Michael Gallimore is a partner at law firm Hogan Lovells, specialising in planning, environmental and local government work.
He advises on the planning and environmental aspects of major development and infrastructure projects including mixed-use development and regeneration schemes, new housing settlements, office and business park developments, retail and leisure proposals and waste management schemes.
Q. What are your objectives in your job and how are you measured on them?
A. For my clients, it is providing a highly responsive service focused on helping them achieve their commercial objectives. For the firm, I constantly strive to win instructions on the most demanding, complex and high profile projects. For my team, it is about giving people the opportunity to widen their experience, take on responsibility and develop as lawyers.
The measurements of success are whether our existing clients are happy, whether we are securing new clients and projects and whether the team is motivated and enjoying their work. Doing all of this at a reasonable profit helps – after all, we are running a business.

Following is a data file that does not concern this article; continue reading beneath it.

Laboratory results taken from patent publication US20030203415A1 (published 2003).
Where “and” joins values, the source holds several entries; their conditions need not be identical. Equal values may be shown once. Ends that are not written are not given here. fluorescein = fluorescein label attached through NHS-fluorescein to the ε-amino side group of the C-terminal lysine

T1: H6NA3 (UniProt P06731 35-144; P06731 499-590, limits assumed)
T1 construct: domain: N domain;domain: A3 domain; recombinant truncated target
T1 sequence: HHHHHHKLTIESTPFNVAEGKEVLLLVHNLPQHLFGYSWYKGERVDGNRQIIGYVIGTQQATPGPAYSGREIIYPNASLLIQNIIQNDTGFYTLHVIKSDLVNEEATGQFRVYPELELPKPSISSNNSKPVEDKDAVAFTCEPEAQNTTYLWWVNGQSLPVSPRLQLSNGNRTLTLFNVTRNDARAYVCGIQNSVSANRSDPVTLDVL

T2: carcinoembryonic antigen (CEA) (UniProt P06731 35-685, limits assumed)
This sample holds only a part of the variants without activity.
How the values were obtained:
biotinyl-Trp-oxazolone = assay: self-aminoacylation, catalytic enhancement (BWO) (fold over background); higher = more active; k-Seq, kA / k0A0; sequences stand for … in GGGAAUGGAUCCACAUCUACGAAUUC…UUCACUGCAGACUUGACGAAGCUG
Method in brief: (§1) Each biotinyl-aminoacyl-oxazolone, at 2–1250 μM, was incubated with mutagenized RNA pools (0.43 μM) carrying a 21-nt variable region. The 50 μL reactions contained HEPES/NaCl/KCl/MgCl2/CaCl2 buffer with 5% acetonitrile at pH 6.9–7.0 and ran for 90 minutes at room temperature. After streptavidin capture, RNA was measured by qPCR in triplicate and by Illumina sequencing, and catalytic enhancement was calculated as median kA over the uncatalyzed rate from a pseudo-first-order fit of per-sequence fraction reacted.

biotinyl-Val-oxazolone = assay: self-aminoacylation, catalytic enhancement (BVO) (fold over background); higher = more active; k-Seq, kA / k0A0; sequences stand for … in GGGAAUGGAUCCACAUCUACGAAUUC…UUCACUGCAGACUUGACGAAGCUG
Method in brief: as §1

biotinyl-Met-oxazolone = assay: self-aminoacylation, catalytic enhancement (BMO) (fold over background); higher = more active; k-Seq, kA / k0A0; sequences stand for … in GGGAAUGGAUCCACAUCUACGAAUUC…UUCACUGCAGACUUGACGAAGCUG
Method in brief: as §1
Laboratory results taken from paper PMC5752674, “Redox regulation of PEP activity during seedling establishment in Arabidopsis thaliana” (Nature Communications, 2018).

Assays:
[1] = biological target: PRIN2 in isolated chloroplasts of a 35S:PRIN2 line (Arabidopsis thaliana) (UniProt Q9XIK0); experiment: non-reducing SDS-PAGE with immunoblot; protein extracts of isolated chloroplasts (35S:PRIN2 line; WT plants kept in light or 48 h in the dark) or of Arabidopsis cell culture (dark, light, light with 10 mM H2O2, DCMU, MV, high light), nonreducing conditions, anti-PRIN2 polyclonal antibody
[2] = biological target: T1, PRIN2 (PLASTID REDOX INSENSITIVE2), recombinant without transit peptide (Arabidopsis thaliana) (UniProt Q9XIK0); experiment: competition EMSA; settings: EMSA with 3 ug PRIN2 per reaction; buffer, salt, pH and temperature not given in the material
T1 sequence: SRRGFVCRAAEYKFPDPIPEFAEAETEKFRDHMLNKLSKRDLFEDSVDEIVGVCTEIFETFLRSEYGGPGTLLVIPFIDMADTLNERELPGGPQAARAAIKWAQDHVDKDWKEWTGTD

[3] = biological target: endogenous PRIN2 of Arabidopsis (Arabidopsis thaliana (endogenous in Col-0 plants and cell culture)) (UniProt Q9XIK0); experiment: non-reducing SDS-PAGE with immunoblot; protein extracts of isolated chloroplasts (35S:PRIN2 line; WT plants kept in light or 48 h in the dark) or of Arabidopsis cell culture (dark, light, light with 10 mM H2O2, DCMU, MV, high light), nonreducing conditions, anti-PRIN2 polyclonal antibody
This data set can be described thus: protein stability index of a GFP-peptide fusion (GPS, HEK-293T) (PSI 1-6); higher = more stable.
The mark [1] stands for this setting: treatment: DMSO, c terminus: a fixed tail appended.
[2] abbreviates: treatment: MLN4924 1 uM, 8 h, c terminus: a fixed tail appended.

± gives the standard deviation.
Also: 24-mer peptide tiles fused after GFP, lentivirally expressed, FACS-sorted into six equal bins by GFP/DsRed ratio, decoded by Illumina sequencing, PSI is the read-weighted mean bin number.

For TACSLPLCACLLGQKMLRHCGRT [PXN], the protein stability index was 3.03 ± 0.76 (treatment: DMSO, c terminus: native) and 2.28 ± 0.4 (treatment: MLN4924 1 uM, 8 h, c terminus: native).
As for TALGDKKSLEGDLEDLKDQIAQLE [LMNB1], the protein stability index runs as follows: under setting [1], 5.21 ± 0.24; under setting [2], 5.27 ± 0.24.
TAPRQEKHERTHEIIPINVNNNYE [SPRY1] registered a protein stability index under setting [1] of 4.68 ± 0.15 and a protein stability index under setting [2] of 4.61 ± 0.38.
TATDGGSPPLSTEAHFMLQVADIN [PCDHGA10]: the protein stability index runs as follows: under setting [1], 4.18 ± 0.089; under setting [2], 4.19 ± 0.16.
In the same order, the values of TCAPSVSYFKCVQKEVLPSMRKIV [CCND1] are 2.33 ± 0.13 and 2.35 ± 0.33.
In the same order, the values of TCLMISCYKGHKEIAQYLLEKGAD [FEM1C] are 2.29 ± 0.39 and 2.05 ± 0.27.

We have formal appraisals on a rolling system which take place broadly every two years. That is a wide assessment of performance conducted by the management. It is a “360 degree” process – initially by those who work for us, the results of which feed back through to a formal appraisal process. We don’t have a formal ticklist of targets but we do have personal development plans which are reviewed.
Q. What are the three key lessons you have learnt in your career
A. Treat people as you would wish to be treated yourself – whatever their role or status. It is partly courtesy and partly valuing the people you work with internally or externally. Everyone has an important role in any business organisation whether it is the chief executive or people providing refreshments into conference rooms. The firm is a series of links that make the whole.
Give clients advice which is clear, concise and practical – and avoid jargon. Certain lawyers have a reputation for being a bit long-winded and will take several sentences to take something that can be said in one sentence. Clients just want the answer, not the thought processes that got you there.
Have the courage to admit when you don’t know the answer to a question – but make sure you find it out pretty damn quickly. Planning law has got more complicated and sophisticated. It is much better to say to a client that you will have to check something rather than pretending you know the answer and having to go back later and admit you were wrong.